Hi, Max -
> Couple of things to note:
> 1. What is the 'killer app' for secure connection? I know Frank and
> Mark had talked in the past about the need to "authenticate"
> clients to be able to provide finer granied access control.
> If this is the real driver behind this work then I think some sort
> of strawman to how how it can work end-to-end, i.e. how can pmcd
> verify that it knows the client would go a very long way in proving
> that the abstraction actually makes sense. [...]
You're right, the main motivation is the future access control work,
where clients would authenticate with pmcd using userids/passwords or
perhaps ssl certificates, a process which naturally has to be
A secondary motivation is simple opportunistic encryption, which aims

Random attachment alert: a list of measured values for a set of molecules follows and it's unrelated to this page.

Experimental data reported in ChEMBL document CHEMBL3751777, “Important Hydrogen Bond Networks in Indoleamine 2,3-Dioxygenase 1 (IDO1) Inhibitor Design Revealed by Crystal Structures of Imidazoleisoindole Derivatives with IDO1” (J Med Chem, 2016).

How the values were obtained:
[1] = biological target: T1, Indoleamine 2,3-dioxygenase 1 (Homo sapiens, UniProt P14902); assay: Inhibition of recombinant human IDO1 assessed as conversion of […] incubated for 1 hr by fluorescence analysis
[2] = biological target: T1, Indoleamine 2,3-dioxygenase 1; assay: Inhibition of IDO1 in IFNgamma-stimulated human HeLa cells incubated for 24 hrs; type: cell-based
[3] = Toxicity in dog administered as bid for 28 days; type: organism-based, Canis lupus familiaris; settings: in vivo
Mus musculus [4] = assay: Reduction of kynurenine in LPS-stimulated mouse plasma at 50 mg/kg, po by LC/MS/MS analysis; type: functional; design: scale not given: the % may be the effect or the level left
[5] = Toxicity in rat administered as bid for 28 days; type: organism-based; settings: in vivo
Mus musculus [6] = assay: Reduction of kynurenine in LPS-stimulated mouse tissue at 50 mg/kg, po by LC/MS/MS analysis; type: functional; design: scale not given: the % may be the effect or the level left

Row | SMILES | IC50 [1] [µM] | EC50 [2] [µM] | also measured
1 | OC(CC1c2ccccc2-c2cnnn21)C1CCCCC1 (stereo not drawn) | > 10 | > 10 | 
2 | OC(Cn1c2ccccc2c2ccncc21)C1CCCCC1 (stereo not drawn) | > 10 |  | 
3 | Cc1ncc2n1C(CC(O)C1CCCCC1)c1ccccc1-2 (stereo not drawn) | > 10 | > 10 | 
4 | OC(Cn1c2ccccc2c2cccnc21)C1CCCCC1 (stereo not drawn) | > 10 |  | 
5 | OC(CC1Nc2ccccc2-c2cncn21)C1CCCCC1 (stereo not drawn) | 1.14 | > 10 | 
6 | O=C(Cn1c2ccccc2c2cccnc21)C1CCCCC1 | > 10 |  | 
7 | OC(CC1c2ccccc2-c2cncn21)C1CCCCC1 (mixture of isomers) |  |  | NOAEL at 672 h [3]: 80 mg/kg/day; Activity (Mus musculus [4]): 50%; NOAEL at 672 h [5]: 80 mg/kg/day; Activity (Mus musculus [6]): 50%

only to preserve privacy from snoopers on a network. This is
important at some sites.
A tertiary motivation is ipv6 support that NSPR helps with for pcpd
comms, even without SSL/TLS.
> 2. In PCP world pmcd can send unsolicited PDU to the client. This kind
> of communication does not map well on STARTTLS-like paradigm unless
> you're planing to delay STARTTLS phase until after connection
> handshake is done.
> 3. Who's going to decide what it's time to 'starttls'? Usually it's
> the 'client' decision but client needs to know that server is
> capable of this. How is it going to be communicated to the client?
We're not sure yet. From my cursory reading of the code, offering
STARTTLS capability early via one of those early unsolicited PDUs
could do the trick. The server would advertise its capability with
one packet; older clients would ignore it, newer clients reply "yes
please", then they switch over. If a scheme such as this were not
possible, we'd be stuck with having a separate SSL port#, which
we'd like to avoid.